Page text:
Reports have shown that the reliability of health-based information delivered by physicians is higher than information delivered by others(9-14). However, the present study showed insignificant differences between the DISCERN and JAMA scores of the videos uploaded by physicians and those uploaded by medical facilities or others. In the study of Erdem et al.(6) they assessed kyphosis videos on YouTube® and found that the VPI values of the videos uploaded by physicians had the best scores. However, our data showed that the mean VPI value of videos uploaded by medical facilities was higher than the others and the difference was significant. We attribute this result to the advertisements that medical facilities generate to make their videos more known and accessible.

In Erdem et al.’s(6) study, academic videos that had been uploaded by authors who were associated with a university or research group had significantly lower VPI values than other groups’ videos, although they had the highest quality scores. In their study, they found an insignificant correlation between VPI and quality scores. Comparatively, neither Erdem et al.’s(6) study nor ours found any correlation between the number of views and quality scores in our respective studies. In our study, we only found a moderately negative correlation between VPI values and DISCERN scores, which is also similar to the results of Erdem and Karaca’s(6) study.

In the literature, many reports have shown that videos on the internet regarding many health care topics was unreliable. Berland et al.(15) showed that patients may face challenges in obtaining accurate and correct information from the internet, and the absence of reliable internet-based medical knowledge might deleteriously influence patients’ decision making on treatment options. Previous reports regarding spinal surgery showed that the videos on lumbar discectomy(1,16), anterior cervical discectomy and fusion(11), scoliosis(17) and kyphosis(6) on YouTube® were in low quality. Our study showed that videos regarding endoscopic discectomy on YouTube® are not educational, and these results are consistent with the results of previous studies(1-4,6,9-18). Most of the videos in the present study were found as very poor or poor. From this data, we can conclude that such videos present a risk of misinforming patients and negatively affecting the communication between the physician and patient(6).

In the present study, the DISCERN scores of surgical technique videos were significantly lower than those of other videos. Since surgical technique videos provide information about a particular surgical technique, this difference in DISCERN scores may be related to the lower points assigned to questions 9-15, which evaluated the information quality about other treatment choices.

A former systematic review showed that a large number of health-based videos on YouTube® include subjective knowledge and experiences of the patients(19). However, we found that most of the videos about endoscopic lumbar discectomy were uploaded by physicians and the percentage of videos consisting of patient experience was considerably lower than what is reported in the literature. One of the 50 videos in our study consisted of patient experience. The DISCERN score of this video was lower than the average DISCERN score (22 vs 30.5), as might be expected. However, the view count of this video was significantly higher than any other video in our study, as well as the mean view count of all the videos in our study (2,830,103 vs 230,568). This video’s view count was even higher than the total view count of the other 49 videos combined. (2,830,340 vs 1,967,384) The reason for this could be understandable, as there is evidence in the literature suggesting that the regular viewer has issues understanding videos uploaded by physicians(14). Watching a patient who had a related experience might relieve the patients’ concerns in a more relatable way that medical professionals may not have considered(11). For these reasons, viewers might have been more interested in inpatient experiences than in surgical technique and general information videos.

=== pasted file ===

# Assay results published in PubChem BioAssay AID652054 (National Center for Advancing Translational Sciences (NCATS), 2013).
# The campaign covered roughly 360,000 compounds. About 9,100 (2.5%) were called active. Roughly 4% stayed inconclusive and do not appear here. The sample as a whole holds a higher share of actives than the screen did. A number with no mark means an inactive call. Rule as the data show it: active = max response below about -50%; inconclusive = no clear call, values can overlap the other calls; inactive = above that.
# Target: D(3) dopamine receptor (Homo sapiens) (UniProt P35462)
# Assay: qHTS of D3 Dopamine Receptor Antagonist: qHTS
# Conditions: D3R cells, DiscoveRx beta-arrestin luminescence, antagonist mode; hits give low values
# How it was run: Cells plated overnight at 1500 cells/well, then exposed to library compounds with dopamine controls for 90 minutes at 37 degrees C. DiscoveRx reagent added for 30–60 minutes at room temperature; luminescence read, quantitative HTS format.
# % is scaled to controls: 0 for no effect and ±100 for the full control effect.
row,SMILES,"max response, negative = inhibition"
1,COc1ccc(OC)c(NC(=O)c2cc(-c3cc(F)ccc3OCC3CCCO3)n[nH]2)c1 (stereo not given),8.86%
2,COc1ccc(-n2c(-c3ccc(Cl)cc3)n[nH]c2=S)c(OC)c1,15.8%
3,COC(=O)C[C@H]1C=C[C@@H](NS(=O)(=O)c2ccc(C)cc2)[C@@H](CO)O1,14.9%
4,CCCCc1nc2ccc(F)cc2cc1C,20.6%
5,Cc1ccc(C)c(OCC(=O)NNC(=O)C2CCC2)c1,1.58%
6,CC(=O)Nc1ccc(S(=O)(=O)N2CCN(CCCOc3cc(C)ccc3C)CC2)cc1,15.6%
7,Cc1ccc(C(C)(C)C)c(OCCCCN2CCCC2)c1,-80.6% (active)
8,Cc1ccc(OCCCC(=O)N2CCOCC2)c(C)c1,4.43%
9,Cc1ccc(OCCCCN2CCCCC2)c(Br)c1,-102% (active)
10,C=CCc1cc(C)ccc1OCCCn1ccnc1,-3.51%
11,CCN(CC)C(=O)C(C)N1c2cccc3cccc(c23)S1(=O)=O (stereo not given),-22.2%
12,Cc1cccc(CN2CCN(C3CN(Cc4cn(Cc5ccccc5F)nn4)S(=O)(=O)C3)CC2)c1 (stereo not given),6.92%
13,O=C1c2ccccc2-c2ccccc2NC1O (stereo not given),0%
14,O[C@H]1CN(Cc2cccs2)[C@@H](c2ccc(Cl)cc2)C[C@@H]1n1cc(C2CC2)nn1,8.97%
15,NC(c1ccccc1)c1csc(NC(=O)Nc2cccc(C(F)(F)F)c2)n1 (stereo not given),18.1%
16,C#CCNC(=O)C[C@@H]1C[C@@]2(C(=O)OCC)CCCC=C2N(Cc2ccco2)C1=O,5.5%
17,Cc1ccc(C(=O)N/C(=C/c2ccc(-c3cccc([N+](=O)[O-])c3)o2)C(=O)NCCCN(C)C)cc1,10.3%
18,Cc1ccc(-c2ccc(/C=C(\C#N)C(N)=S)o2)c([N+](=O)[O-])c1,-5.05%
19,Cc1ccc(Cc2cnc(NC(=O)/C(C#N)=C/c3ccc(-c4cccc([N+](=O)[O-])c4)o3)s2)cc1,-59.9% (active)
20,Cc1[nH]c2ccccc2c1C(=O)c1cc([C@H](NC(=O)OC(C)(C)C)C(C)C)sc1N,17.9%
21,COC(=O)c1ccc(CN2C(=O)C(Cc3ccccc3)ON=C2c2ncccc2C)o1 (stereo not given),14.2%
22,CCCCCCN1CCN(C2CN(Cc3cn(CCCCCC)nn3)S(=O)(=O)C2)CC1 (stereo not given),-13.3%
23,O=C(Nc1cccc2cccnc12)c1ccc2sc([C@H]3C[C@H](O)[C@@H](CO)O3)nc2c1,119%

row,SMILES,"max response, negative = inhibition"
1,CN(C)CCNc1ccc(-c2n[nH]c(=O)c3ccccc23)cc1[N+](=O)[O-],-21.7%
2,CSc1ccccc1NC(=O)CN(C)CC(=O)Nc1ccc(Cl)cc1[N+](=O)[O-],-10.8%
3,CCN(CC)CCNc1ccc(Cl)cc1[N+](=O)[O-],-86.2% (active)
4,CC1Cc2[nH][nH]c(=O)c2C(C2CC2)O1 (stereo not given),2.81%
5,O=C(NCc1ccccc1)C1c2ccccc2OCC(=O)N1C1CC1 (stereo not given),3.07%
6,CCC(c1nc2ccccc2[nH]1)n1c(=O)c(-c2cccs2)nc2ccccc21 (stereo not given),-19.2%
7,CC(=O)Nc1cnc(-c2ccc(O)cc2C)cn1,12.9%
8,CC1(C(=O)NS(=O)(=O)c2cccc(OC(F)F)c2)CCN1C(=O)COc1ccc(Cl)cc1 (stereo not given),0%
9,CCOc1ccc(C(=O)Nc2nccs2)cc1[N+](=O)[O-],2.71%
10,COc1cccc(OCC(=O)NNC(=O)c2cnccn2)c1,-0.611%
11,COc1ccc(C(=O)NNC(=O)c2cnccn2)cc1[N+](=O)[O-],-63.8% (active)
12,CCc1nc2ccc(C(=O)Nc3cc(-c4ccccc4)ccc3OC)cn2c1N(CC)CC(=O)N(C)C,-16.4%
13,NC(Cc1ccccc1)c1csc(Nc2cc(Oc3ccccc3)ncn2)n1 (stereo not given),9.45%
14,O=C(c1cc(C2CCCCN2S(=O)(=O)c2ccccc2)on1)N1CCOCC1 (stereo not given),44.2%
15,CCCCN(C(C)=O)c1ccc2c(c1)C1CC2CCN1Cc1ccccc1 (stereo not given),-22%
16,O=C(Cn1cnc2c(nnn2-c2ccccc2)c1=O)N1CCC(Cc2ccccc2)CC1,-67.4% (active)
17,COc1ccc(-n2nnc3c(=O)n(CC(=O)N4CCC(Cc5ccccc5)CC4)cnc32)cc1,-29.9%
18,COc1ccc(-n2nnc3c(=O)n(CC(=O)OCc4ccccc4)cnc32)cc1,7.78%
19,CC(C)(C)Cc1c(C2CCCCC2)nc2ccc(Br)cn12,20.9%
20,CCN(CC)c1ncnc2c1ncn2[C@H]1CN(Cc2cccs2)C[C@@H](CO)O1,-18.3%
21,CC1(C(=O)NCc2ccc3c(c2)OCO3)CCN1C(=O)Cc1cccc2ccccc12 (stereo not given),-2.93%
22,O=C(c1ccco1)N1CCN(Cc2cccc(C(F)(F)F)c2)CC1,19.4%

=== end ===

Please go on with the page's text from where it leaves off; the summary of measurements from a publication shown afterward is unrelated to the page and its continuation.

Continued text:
In the present study, we analysed not all, but only the most viewed videos on this subject on YouTube®. Therefore, our findings might not reflect the data of all videos on the subject. Even though this might seem to be the main limitation of this study, the total view count of the videos that were included in this study is 4,797,724, which included most of the total views of all the videos on YouTube® concerning endoscopic lumbar discectomy. In the present study, the 50th most viewed video’s view count was only 2,413. This means that even if we had added 100 more videos to our study, it would only alter the total view count by less than 240,000 views. Additionally, our study only included videos that were in English, and endoscopic lumbar discectomy videos published in any other language were not assessed.


The reliability of videos concerning endoscopic lumbar discectomy uploaded on YouTube® was low. Our results show that patients cannot differentiate between correct and incorrect medical information on YouTube® and often rate personal patient experience videos higher than more factual, educational and technique-based videos. Using videos on YouTube® as patient education tools for endoscopic lumbar discectomy can often be misleading and inaccurate.


Ethics Committee Approval: The study was not conducted on animals or human subjects.

Informed Consent: The study was not conducted on human subjects.

Peer-review: Internally peer-reviewed.

Authorship Contributions

Concept: H.Y.E., S.K., Design: H.Y.E., S.K., Data Collection or Processing: H.Y.E., S.K., Analysis or Interpretation: H.Y.E., S.K., Literature Search: H.Y.E., S.K., Writing: H.Y.E.

Conflict of Interest: The authors declared no conflict of interest regarding the present study.

Financial Disclosure: The authors declared that this study received no financial support.